By popular request and by that I mean two or three people asked me about it, I thought I might show you the current state of my BPAL collection. If you’re not familiar with BPAL, I am referring to the indie perfume house of Black Phoenix Alchemy Lab, beloved purveyors of stinks and sundries to all of us dark dreamers and weirdos. My hope is that if you’re not already obsessed with the brilliant creations that the Lab puts into the world, you’ll feel the stirrings of one beginning, by the end of this video.
I was a little hesitant about filming a video like this, it seems sort of all braggy and boastful and “behold my stuff!” but that’s what most of my videos are, so this isn’t really all that different, is it? And anyway, I don’t know about you, but I love getting peeks into people’s collections, seeing all of their beautiful, precious things, and hearing about what all of their favorites are, and why they love them! So I hope that you will take this in the spirit which it is intended, which is basically to say: here’s just another thing I love! Maybe you love this thing, too! Let’s connect and bond over our shared interests!
Another worry I had is that people may expect someone putting together this sort of content to be an expert in the thing they are sharing. Or, I worry that you think that I THINK I am an expert! Both scenarios trouble me a little bit. First, I am no expert in this or anything else, really. I am just a human person who likes to smell nice. And secondly, I think it’s really important to remember that you don’t have to be an expert guru virtuoso wizard with regard to a thing in order to appreciate a thing. I wrote further about this last month.
Now, back to Black Phoenix Alchemy Lab. I discovered them back in November of 2004 and I guess it’s sort of odd to remember it down to the month, but I was having a really rough go of things at that time, so the one bright spot in the midst of that quagmire of misery is certainly going to be memorable for me. I had just found the website makeup alley, and I had fallen down the rabbit hole of fragrance reviews on the site.
It was at this time that I stumbled upon a review for a scent called “Snake Oil” sold by a mysterious, thrillingly dangerous sounding company, Black Phoenix Alchemy Lab. Penned by a user calling herself “shriekingviolet”, she described it as “exotic and unfamiliar, evoking images of bazaars in far-off locales”. So fascinated was I by the description, I read further her reviews for the intriguingly named “Chimera”, “Haunted” and “Hellcat”, growing more and more exhilarated with every fragrant word I devoured.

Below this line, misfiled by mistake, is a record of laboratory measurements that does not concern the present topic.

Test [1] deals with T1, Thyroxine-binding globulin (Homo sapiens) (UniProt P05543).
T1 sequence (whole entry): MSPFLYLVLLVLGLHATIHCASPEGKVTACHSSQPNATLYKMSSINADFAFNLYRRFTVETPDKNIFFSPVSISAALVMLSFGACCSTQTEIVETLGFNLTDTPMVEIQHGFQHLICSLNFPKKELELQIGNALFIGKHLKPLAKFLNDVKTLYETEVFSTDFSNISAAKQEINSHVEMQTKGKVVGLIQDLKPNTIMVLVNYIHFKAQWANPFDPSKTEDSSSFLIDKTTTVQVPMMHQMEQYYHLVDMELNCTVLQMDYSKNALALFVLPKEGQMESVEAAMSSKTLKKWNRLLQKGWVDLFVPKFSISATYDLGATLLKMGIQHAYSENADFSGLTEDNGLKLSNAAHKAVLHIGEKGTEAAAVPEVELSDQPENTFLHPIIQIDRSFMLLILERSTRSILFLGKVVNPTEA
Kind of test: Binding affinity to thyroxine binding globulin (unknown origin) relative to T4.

I raced over to the website, my excitement reaching feverish levels as I read about the company: “Inspired by a vast range of influences, from the passion and decadence of the Fin de Siècle movement to the ghastliest of Lovecraftian monstrosities, we specialize in eliciting emotional responses through perfume and creating unique, masterfully molded scent environments that capture legends and folklore, poetry, and the stuff of dreams and nightmares.”
I didn’t know there were people making these kinds of scents! I grew up in a household filled with, among other things, ouija boards, meditation circles, tarot cards, and astrologers, I was raised on books of mythology and folklore, fairytales and fables. In my early teen years I became obsessed by ghost stories and horror movies, and at the time of my discovery, I was in my mid-20s and the sole employee at an occult bookstore of surrounded by rare tomes of magic, antique grimoires, and volume upon volume of every sort of esoteric, arcane subject matter that you could possibly imagine. From what I was reading in these fragrance reviews, there was a person out there creating perfumes inspired by all of these things–the things I loved best! To be honest, I was smitten before I’d even perused the entirety of the website or placed my first order.
Peruse the BPAL website and you will find collections devoted to myths and folk tales, beloved books and cinema (Dark Crystal and Only Lovers Left Alive? Yes please!), RPG tropes, poison gardens, female positive comics and graphic novels – if there is a weird or obscure interest favored by dark-minded, romantic souls, no doubt you will find a fragrance dedicated to it here.